The Lifelong Traveler

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Different Stories

June 17, 2015

My last post was about Las Vegas, where my eleven-day vacation started. But that continued, of course, in some of the places that least resemble the bustling metropolis of Vegas -- the biggest national parks in the western half of the continent. The trip started back in Zion Canyon, and continued through Lake Powell, Bryce Canyon, Grand Canyon (of course), and concluded where I find myself right now, in Yosemite. (More specifically, it's the Curry Village of Yosemite where the Wi-Fi is excruciatingly slow and customer service is insanely frustrating, but that's a rant for another time.) And me being the person I am, I tried my best to get something out of these experiences, ideas beyond just the "oh, that's a pretty sight" of the beautiful national parks, to what they have to say to us. And that's what I want to talk about.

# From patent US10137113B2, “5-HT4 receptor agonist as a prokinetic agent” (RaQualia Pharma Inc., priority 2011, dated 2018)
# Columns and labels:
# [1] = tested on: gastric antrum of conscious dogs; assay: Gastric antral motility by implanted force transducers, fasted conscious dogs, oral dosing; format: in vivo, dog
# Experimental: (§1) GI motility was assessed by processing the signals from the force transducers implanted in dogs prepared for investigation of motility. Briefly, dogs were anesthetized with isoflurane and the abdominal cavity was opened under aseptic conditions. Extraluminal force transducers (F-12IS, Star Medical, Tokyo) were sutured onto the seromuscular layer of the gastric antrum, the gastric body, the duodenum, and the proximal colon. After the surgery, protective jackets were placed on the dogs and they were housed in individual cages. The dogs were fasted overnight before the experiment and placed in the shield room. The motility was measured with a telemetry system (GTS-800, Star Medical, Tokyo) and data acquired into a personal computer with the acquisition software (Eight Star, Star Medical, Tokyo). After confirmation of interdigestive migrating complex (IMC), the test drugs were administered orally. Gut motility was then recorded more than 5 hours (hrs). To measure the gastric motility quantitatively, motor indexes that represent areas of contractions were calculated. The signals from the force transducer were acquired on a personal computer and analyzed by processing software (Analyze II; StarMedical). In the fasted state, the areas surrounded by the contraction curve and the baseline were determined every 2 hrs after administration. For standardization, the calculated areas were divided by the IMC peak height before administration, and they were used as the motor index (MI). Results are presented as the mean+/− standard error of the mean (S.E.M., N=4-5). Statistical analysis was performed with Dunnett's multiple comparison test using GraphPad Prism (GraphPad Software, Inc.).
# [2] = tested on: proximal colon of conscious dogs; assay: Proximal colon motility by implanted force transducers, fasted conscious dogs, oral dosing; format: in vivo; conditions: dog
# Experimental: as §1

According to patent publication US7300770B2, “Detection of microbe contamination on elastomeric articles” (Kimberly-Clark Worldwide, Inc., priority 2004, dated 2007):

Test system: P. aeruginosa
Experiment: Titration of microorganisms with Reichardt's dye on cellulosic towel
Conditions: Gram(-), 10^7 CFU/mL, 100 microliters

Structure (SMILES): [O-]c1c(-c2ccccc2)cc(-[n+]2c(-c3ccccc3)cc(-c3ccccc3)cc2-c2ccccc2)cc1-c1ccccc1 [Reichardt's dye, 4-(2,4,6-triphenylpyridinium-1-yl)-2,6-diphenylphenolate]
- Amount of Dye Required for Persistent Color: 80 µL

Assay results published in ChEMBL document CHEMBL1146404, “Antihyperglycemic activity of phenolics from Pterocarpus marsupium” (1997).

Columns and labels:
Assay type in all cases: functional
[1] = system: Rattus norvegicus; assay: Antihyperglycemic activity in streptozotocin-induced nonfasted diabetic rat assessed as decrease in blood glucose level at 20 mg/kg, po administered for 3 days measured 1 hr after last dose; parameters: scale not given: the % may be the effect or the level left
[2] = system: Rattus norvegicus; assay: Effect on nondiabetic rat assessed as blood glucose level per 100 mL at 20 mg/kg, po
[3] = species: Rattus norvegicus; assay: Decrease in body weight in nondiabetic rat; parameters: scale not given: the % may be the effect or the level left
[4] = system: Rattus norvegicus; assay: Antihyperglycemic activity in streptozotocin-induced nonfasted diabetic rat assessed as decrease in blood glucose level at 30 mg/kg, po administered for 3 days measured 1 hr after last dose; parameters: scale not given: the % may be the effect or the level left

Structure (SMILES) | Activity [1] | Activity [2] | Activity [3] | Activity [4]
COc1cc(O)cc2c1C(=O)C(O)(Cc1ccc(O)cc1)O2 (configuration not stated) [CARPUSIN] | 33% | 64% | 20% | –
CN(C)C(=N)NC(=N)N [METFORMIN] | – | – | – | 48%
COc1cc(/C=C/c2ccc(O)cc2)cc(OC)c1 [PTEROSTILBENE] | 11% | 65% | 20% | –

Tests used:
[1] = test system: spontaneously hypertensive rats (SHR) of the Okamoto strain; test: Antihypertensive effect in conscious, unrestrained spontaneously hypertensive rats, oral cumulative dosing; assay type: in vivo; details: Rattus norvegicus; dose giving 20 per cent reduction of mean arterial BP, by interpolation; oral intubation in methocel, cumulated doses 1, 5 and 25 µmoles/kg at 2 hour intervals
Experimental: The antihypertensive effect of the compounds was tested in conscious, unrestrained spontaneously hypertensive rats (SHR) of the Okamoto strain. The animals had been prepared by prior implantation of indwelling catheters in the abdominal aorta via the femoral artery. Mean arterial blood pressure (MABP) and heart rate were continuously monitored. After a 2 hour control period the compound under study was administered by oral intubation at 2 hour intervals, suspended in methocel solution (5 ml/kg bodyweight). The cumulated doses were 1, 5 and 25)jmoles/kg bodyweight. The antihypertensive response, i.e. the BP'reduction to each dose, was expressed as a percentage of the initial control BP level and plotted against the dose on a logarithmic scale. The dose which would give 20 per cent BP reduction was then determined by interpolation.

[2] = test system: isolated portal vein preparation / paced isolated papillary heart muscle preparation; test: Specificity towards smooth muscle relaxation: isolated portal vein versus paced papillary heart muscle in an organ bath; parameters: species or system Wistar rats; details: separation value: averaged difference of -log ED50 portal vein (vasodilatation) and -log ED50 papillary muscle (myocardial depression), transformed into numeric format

One of the most unexpected things I felt about the national parks is that each of them was like a distinct work of art, drawn on a canvas by a different artist with a uniquely distinctive style*. Zion Canyon was mostly like a nondescript oil painting, mixing shades of blue, grey, green, and brown-orange into a marbling that blended the colors of nature together into a single blur. In contrast, Bryce Canyon was a far more detailed, realist-style painting focused on expressing the fragile intricacies of the rocks and cliffs as they were eroded for millions of years of time. Grand Canyon, as the name suggests, was mostly about scale, both in the miles of empty space between the riverbanks that form the canyon walls, and also in the millions and millions of years of time where the layers of rocks were eroded thousands of feet down to form the monuments we see today. And the Yosemite Valley topped it off with a bright, watercolor-style view of a mix of wildlife and vegetation that surrounded the rows of cabins in the village.

The national parks I visited each appeared like paintings made by artists with different styles and tools, but all telling the same story.

So each national park was clearly different from any other, and in that way, the were each independent of anything else on Earth -- at least, on the outside. But here's the interesting part of the story: the big ideas that I took away from every one of these sights and experiences aligned with each other. Between their different styles and colors, they told a single, coherent story that I really liked.